Government proposals to tackle the abuse of zero hours contracts will not stop exploitation of workers, trade unions have said.
In its response to the government consultation on the issue, the Trades Union Congress (TUC) said zero hours workers are “dogged by low pay, under-employment, and job and income insecurity”. It referred to research by the Chartered Institute of Personnel and Development which found half of all zero hours workers earn less than £15,000 a year (compared to 6% of other employees) and two in five want to work more hours.
However, the Confederation of British Industry (CBI) said government should tackle bad practice rather than demonising zero hours contracts. Neil Carberry, CBI director of employment and skills, said: “The flexible labour market in this country has saved and created jobs, and kept our economy going during the tough times. Zero hours contracts have played a vital part in this, and it’s important we protect the flexibility that can benefit both employers and employees.”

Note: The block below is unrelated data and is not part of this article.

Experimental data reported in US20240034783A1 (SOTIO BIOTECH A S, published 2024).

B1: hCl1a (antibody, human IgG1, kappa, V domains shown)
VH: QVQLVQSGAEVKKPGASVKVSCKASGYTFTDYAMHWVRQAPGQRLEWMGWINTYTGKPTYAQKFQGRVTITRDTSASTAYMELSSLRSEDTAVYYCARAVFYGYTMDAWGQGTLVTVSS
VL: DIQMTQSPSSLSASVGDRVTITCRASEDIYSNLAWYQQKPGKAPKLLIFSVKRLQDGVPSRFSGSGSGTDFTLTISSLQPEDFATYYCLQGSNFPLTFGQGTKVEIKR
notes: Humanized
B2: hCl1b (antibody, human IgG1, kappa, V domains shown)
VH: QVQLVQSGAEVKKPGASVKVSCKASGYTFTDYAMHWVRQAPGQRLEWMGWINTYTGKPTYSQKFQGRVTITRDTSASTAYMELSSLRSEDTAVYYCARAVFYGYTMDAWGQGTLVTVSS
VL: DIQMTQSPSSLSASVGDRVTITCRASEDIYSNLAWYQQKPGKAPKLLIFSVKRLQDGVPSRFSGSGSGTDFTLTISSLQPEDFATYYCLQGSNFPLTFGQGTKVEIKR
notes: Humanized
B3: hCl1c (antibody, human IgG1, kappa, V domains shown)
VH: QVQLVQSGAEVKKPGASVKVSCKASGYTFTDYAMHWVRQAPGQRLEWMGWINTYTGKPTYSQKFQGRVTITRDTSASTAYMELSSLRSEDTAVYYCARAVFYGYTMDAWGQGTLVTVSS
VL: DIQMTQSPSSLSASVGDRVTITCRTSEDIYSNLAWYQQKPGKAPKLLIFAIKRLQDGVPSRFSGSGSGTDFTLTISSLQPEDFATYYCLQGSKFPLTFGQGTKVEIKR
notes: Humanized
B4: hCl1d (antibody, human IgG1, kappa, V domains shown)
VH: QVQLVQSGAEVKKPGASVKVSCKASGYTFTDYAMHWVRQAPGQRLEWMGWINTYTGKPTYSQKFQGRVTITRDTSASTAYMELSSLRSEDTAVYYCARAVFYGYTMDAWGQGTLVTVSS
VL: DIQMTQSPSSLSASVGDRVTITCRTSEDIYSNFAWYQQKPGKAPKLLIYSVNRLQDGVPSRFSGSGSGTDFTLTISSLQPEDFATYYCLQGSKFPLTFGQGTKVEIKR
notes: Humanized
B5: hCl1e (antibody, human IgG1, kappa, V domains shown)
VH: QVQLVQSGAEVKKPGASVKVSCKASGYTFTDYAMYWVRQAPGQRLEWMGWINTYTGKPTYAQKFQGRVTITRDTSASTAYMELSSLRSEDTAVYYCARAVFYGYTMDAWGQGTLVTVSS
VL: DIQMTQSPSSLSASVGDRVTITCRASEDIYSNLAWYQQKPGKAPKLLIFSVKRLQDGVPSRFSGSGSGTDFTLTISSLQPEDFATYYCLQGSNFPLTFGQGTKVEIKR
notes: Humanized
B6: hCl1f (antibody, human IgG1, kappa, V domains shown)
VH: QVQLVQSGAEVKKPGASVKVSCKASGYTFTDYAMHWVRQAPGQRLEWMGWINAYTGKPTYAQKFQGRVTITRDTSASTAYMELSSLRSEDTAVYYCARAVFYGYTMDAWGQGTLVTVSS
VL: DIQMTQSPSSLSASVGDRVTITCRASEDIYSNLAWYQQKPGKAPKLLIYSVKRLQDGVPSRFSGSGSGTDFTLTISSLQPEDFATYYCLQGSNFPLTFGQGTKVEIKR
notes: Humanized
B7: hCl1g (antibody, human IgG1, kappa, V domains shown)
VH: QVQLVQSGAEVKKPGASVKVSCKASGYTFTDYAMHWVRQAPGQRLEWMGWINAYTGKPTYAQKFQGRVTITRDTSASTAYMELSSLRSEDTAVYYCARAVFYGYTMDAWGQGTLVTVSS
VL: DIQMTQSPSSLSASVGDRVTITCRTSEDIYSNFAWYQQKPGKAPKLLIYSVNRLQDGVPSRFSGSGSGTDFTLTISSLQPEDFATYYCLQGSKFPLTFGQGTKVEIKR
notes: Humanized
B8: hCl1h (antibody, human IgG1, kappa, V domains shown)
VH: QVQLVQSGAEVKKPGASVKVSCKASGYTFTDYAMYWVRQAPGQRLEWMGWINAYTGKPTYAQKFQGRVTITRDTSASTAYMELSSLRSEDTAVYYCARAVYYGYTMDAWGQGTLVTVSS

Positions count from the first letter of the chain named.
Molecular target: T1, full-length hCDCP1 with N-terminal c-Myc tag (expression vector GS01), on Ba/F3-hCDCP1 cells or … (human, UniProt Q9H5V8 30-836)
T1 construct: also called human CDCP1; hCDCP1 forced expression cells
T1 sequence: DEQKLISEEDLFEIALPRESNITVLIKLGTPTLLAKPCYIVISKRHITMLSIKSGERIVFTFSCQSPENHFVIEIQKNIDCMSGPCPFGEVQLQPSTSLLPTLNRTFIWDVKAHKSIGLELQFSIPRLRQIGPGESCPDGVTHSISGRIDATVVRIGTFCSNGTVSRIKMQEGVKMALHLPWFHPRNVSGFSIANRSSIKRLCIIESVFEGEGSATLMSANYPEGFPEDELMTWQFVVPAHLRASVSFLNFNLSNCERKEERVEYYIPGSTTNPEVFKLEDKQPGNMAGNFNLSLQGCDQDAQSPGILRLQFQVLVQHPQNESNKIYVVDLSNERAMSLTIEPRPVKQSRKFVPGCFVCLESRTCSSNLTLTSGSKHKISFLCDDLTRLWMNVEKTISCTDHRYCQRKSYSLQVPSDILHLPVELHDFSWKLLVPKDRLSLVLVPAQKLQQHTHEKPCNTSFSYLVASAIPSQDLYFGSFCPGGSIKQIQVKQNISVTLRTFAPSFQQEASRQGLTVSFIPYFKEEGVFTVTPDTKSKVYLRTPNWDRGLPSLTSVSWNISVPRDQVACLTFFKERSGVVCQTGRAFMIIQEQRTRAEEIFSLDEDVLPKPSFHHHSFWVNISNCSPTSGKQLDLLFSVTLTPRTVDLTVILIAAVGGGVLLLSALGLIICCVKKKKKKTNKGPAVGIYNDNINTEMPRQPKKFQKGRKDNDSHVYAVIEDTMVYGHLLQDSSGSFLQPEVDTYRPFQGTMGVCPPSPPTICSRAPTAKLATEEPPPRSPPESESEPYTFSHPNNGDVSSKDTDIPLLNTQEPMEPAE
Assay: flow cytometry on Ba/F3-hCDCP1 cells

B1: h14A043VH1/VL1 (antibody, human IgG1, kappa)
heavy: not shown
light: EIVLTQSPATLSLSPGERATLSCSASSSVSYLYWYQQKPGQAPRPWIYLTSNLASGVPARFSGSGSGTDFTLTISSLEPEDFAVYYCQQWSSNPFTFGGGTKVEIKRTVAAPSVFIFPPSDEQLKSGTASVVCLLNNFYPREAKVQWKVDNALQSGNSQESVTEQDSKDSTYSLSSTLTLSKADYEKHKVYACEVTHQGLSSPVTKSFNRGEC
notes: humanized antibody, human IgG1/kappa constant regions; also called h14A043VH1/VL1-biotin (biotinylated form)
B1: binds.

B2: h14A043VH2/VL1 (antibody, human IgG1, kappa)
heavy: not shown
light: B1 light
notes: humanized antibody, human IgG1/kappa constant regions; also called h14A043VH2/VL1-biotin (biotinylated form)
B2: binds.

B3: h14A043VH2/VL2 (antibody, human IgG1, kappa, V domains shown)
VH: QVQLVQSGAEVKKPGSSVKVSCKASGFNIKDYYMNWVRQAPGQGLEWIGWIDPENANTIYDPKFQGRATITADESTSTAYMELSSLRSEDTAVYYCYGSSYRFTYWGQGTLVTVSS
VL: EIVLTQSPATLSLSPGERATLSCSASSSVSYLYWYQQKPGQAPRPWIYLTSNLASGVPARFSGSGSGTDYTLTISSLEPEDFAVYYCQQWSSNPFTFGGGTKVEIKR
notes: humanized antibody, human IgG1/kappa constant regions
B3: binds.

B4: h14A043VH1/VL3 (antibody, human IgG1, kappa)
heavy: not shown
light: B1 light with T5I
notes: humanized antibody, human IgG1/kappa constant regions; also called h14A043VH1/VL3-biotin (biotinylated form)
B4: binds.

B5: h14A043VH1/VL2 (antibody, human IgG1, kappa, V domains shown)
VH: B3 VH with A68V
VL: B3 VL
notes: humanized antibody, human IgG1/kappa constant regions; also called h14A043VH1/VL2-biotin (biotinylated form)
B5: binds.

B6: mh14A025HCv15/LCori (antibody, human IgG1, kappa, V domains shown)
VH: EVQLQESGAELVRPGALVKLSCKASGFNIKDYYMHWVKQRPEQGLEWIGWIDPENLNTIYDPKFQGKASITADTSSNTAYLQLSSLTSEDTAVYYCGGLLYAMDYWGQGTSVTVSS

The TUC argues that varying hours – and the unstable, irregular income they provide – make it hard for staff to organise childcare, pay monthly bills and plan ahead.
It said the government proposals will not stop employers evading basic employment rights such as maternity and paternity leave and redundancy pay, while some companies pressurise workers to remain available on the off-chance they will be offered work. It has called for the government to introduce compensation, including travel costs, where shifts for zero-hours workers are cancelled at short notice, as well as written contracts with guaranteed hours where a zero-hours worker does regular shifts. The TUC would also like to see the government simplify employment law so that all workers get the same basic employment rights.
TUC General Secretary Frances O’Grady said: “These contracts are commonly associated with poverty pay, poor terms and conditions, and leave staff vulnerable to exploitation from bad bosses. We welcomed the government’s belated acknowledgement last year that abuse of zero-hours contracts needs to be stopped. It’s disappointing therefore that they’ve failed to back this up with any meaningful policies to tackle exploitation.”
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